Answer Fundamental Questions and Beware of Overconfidence Before Moving to the Cloud

Rick Childs, Managing Director Consumer Products and Services Industry Leader

For any business, migrating to the cloud is an essential step in the digitization journey. The baseline cloud benefits, such as reduced costs, greater efficiency and enhanced customer service, are important objectives to strive for, of course. The latter is especially attractive to consumer products and services companies. But there are many considerations, in addition to the benefits, that businesses must keep in mind when shifting to the cloud if they are serious about achieving true digital transformation.

To begin with, companies must have a thoughtful — and even an aspirational — strategy behind any cloud migration project if they are to realize measurable value from it. Protiviti’s white paper, Cloud Adoption: Putting the Cloud at the Heart of Business and IT Strategy, emphasizes this key point: Executives need to recognize cloud adoption as a strategic business issue, not an IT issue. To ensure that such a move will enable true business and IT transformation, executives must have clarity on what they expect the cloud to accomplish for the organization. They also need to understand their digitization priorities within their specific industry and regulatory contexts.

Consumer products and services companies leading the cloud race

Cloud adoption is accelerating across all industries, but for consumer products and services companies the pace is quicker. According to Protiviti’s latest annual Technology Trends and Benchmark Study, nearly two in three companies today are now focused on investing in cloud adoption. For consumer products and retail companies that participated in the study, that number is 80 percent. These businesses also reported that they are currently focusing on and investing in digitization.

Interestingly, despite being on the forefront of cloud adoption, consumer products and services companies don’t appear to be overly concerned about risks that may accompany such a dramatic move. Executives from these businesses who responded to the Executive Perspectives on Top Risks for 2017 survey from Protiviti and North Carolina State University’s ERM Initiative did not cite the following as a top five risk for their industry, even though it was fourth on the overall list of top risks in the survey:

Rapid speed of disruptive innovations and/or new technologies may outpace our organization’s ability to compete and/or manage the risk appropriately, without making significant changes to our business model.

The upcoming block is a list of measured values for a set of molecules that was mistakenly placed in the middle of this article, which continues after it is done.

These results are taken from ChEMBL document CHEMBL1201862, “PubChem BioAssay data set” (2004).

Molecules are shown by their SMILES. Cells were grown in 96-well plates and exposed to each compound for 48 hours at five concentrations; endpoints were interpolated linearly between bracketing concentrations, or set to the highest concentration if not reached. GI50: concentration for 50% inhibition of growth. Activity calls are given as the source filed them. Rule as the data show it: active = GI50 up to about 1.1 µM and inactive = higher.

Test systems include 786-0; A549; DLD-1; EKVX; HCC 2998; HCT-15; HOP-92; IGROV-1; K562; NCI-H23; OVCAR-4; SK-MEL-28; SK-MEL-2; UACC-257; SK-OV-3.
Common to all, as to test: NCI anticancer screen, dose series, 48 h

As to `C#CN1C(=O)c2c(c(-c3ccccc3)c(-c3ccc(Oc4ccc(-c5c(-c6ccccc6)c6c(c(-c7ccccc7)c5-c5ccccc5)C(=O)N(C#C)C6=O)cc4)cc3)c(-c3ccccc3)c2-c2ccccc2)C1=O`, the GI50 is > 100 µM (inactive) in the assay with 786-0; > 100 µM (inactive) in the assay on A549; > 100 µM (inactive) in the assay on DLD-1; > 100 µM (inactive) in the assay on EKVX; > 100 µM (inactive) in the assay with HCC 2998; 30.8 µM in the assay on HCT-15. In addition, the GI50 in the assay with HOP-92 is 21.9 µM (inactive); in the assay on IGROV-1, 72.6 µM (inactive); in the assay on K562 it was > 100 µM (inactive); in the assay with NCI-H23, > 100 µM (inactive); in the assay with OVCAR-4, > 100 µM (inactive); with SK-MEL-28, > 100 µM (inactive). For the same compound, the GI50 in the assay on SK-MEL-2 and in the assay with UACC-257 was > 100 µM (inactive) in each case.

On the surface, this finding seems positive: Consumer products and services companies believe they have a handle on this top risk. However, it might also be a signal of overconfidence. And overconfidence is a risk in and of itself, and could potentially undermine the success of any digital project. To help those feeling confident test their preparedness, a recent issue of The Bulletin suggests that executives ask themselves the following questions:

  • Directionally, do we know as an organization where we’re going and why?
  • Are we prepared for the journey we are undertaking?
  • Do we possess the ability, will and discipline to cope with change along the way?

Pondering these questions can help organizational leaders think more critically about their goals, the risks associated with the changes they want to undertake, and whether they fit within the risk appetite of the company. Answering these questions will also help them to think more critically about what to move the cloud, how and when, to realize the most value for the company.

For example, back-office operations are often overlooked as potential candidates for cloud migration in favor of more customer-facing functions. This oversight could result in the business missing out on some significant benefits, like building greater resiliency into its core operations. The inverse is another common mistake: Rushing to migrate a back-office function and then realizing, too late, that the legacy technology supporting it can’t be cloud-enabled. Yet another pitfall is jumping on the cloud bandwagon before properly considering privacy, security or compliance issues.

Even more questions to consider

In addition to the “soul-searching” questions above, organizations should seek to answer some other key questions to help them develop their cloud strategy:

  • Why should we adopt the cloud?
  • What are the business needs, and what are the outcomes we expect?
  • What are the use cases?
  • What portions of the business should we move to the cloud, how, and when?
  • Which cloud model is most appropriate for this initiative and for our organization (e.g., private, public, hybrid, or multi-cloud)?
  • What is the economic and operational value proposition?
  • How would this project impact IT’s approach to its current business model?
  • What vendors should we work with?

The bottom line of this discussion can be summed up in a word: preparation. Well-placed confidence, clear business-driven goals and a well-thought-out strategy will position organizations to execute their cloud migration project successfully, achieve the desired value from them, and be another step ahead in their digital transformation journey.

1 comment

  • Great article.
    The powerful point you make is that, “Executives need to recognize cloud adoption as a strategic business issue, not an IT issue.” Moving to the Cloud is also not just a technology issue; it involves a significant Cultural Change in the organisation.
    Thanks for your comments.

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